Managing cultural differences between organizations:

It is widely recognized that cultural differences between the partners of a merger are one of the most common reasons for failure in mergers. This is greatly important. This may happen during pre-merger negotiations or during post-merger integration. Despite all due diligence, the two partners of a merger may fail to form a new successful unit that is able to exploit all synergies. Fostering an attitudinal and behavioral change throughout the new entity will take time.

MFI leadership will have to consult with stakeholders (Board, staff and clients) at all levels and build a consensus before change. The mergers might result in job losses, restructuring, and the imposition of a new corporate culture and identity which can possibly create uncertainty, anxiety and resentment among the targets’ employees. In short, the fundamental DNA of the MFI often changes.

Addressing culture when two companies integrate A rigorous program with clearly stated objectives should be put in place to address cultural integration. Too often, culture is presented as a wooly and soft topic. When that happens, executives tend to slight the issue. This can generally be avoided by linking the cultural program to measurable business results. There are several steps to doing this:

  1. Make culture a major component of the change management work stream. Often the main change management task during integration is providing "communications." This focus may minimize the importance of change management, when communication becomes reporting the decisions of others, belatedly, rather than driving actual decisions. If culture is recognized as a major challenge that the change management team is responsible for, then this team assumes an essential role in achieving integration goals. The change team needs resources whose numbers and caliber are consistent with enacting a critical role.
  2. Identify who "owns" corporate culture and have them report to senior management. Choose owners from both companies to the integration to allow for representation of all views, even in a takeover. These "owners" typically will be senior Human Resources or Organizational Development practitioners. This is also an appropriate task for outside assistance, given the value of external insights in identifying culture. To drive home the importance of the issue, culture should be on the agenda of regularly scheduled (monthly/biweekly) Steering Committee meetings.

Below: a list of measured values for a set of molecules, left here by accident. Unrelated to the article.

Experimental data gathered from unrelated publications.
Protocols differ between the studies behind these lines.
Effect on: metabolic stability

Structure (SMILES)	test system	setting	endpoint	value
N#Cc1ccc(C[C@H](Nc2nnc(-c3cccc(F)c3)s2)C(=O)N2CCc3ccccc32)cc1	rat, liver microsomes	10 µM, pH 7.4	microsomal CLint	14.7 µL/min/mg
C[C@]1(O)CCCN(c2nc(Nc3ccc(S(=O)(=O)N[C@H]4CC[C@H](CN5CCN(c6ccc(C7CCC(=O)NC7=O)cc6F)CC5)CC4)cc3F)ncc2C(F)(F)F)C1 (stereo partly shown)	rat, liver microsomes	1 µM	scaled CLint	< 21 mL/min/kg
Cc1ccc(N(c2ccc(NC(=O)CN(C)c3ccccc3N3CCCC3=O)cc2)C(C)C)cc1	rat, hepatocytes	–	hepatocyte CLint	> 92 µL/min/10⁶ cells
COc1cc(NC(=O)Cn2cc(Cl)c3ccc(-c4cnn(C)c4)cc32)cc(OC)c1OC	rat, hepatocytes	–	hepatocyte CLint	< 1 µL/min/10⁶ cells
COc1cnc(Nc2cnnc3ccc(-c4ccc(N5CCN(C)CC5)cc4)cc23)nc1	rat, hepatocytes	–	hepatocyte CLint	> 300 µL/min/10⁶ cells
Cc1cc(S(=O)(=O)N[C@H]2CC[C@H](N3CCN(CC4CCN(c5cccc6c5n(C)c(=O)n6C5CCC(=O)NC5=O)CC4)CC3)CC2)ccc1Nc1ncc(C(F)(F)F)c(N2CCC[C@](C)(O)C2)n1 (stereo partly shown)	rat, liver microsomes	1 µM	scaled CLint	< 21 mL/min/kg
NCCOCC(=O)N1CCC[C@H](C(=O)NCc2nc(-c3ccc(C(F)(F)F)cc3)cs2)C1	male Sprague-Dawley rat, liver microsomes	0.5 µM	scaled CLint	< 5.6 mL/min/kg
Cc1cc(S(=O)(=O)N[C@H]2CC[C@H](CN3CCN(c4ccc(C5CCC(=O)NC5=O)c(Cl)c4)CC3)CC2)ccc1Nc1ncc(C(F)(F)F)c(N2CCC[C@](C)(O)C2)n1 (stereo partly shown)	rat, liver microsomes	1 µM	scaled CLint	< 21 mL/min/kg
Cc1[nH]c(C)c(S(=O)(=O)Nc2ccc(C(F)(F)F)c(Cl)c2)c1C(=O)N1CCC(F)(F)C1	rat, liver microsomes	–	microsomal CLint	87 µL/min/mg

3. Insist that the cultural work focuses on the tangible and the measurable.

The Steering Committee should reject soft, vague, and poorly defined presentations of culture. Instead, culture owners should be required to discuss issues that are specific, well defined, and supported by specific examples that can be tied to business results. This is the difference between culture being addressed by general exhortations to enact "teamwork" and being addressed by analysis and interventions to increase measurable collaboration among the members of, for example, the new company's merged sales force. If the culture program focuses on whether members of the sales force are effective in selling the products of each other's companies and removing the barriers to doing so, that will be a more substantial contribution than a culture effort that creates communications to inform the sales force about the desirability of teamwork.

  1. Consider the strengths of both existing cultures, not just the weaknesses.

When two companies merge, the assumption is often made that they should take the "best" of each company’s culture and integrate them, much like creating a "Best Of" CD from a band's previous recordings. Would that be mixing cultures were as simple as sequencing tracks on a mix CD! Corporate strengths are sometimes incompatible. Solid, more mature companies often acquire start-ups as a means of adding products to their portfolio. What they often find is that the structural controls and well-defined processes that are a hallmark of predictable performance for the acquirer may be impossible to mix with the less structured ways of the start-up. A more varied integration than a simple addition of desired qualities is required.

One means to help achieve this is to retain separate core capabilities where possible. For example, in the HP-Compaq merger, the merged company kept HP's strong Printer Division with minimal change, but integrated its sales force along the Compaq model, which was judged to have been more effective. Each legacy company's culture was allowed to dominate on a by-function basis. Where the cultures are different, there should be an assessment of whether the elements can be integrated. When the integration is problematic, choices to act should focus on the relationship between cultural assumptions and business results. Only address those cultural issues that are critical to the business. Make an explicit connection between both business and personal achievements and any changes in (cultural) assumptions that people are asked to adopt.